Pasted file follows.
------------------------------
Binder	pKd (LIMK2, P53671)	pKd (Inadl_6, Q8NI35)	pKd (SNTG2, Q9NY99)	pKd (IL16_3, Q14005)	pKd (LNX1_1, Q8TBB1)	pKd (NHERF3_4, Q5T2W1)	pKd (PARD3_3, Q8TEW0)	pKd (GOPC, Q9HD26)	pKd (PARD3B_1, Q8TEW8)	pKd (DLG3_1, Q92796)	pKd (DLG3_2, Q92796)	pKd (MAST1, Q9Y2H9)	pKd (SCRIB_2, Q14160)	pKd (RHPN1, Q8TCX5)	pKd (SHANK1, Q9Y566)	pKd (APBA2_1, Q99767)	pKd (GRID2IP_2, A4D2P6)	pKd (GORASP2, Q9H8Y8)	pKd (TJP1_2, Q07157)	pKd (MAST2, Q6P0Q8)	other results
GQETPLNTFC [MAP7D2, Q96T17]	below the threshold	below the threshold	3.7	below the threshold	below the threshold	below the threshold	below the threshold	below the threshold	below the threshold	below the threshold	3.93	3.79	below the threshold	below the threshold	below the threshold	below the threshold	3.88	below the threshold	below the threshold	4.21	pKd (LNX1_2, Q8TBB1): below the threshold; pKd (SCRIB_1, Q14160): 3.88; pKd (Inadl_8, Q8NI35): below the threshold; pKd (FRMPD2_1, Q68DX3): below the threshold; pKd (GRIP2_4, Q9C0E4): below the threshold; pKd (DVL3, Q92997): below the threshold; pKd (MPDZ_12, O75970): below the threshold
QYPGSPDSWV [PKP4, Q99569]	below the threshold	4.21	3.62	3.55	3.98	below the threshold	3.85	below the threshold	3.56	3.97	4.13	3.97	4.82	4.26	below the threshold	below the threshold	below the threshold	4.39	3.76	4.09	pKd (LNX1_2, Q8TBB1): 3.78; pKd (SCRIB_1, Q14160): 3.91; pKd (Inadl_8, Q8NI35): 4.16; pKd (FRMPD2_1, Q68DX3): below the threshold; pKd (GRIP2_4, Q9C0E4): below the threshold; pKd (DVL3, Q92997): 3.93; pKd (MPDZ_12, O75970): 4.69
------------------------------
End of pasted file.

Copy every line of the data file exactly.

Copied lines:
Binder	pKd (LIMK2, P53671)	pKd (Inadl_6, Q8NI35)	pKd (SNTG2, Q9NY99)	pKd (IL16_3, Q14005)	pKd (LNX1_1, Q8TBB1)	pKd (NHERF3_4, Q5T2W1)	pKd (PARD3_3, Q8TEW0)	pKd (GOPC, Q9HD26)	pKd (PARD3B_1, Q8TEW8)	pKd (DLG3_1, Q92796)	pKd (DLG3_2, Q92796)	pKd (MAST1, Q9Y2H9)	pKd (SCRIB_2, Q14160)	pKd (RHPN1, Q8TCX5)	pKd (SHANK1, Q9Y566)	pKd (APBA2_1, Q99767)	pKd (GRID2IP_2, A4D2P6)	pKd (GORASP2, Q9H8Y8)	pKd (TJP1_2, Q07157)	pKd (MAST2, Q6P0Q8)	other results
GQETPLNTFC [MAP7D2, Q96T17]	below the threshold	below the threshold	3.7	below the threshold	below the threshold	below the threshold	below the threshold	below the threshold	below the threshold	below the threshold	3.93	3.79	below the threshold	below the threshold	below the threshold	below the threshold	3.88	below the threshold	below the threshold	4.21	pKd (LNX1_2, Q8TBB1): below the threshold; pKd (SCRIB_1, Q14160): 3.88; pKd (Inadl_8, Q8NI35): below the threshold; pKd (FRMPD2_1, Q68DX3): below the threshold; pKd (GRIP2_4, Q9C0E4): below the threshold; pKd (DVL3, Q92997): below the threshold; pKd (MPDZ_12, O75970): below the threshold
QYPGSPDSWV [PKP4, Q99569]	below the threshold	4.21	3.62	3.55	3.98	below the threshold	3.85	below the threshold	3.56	3.97	4.13	3.97	4.82	4.26	below the threshold	below the threshold	below the threshold	4.39	3.76	4.09	pKd (LNX1_2, Q8TBB1): 3.78; pKd (SCRIB_1, Q14160): 3.91; pKd (Inadl_8, Q8NI35): 4.16; pKd (FRMPD2_1, Q68DX3): below the threshold; pKd (GRIP2_4, Q9C0E4): below the threshold; pKd (DVL3, Q92997): 3.93; pKd (MPDZ_12, O75970): 4.69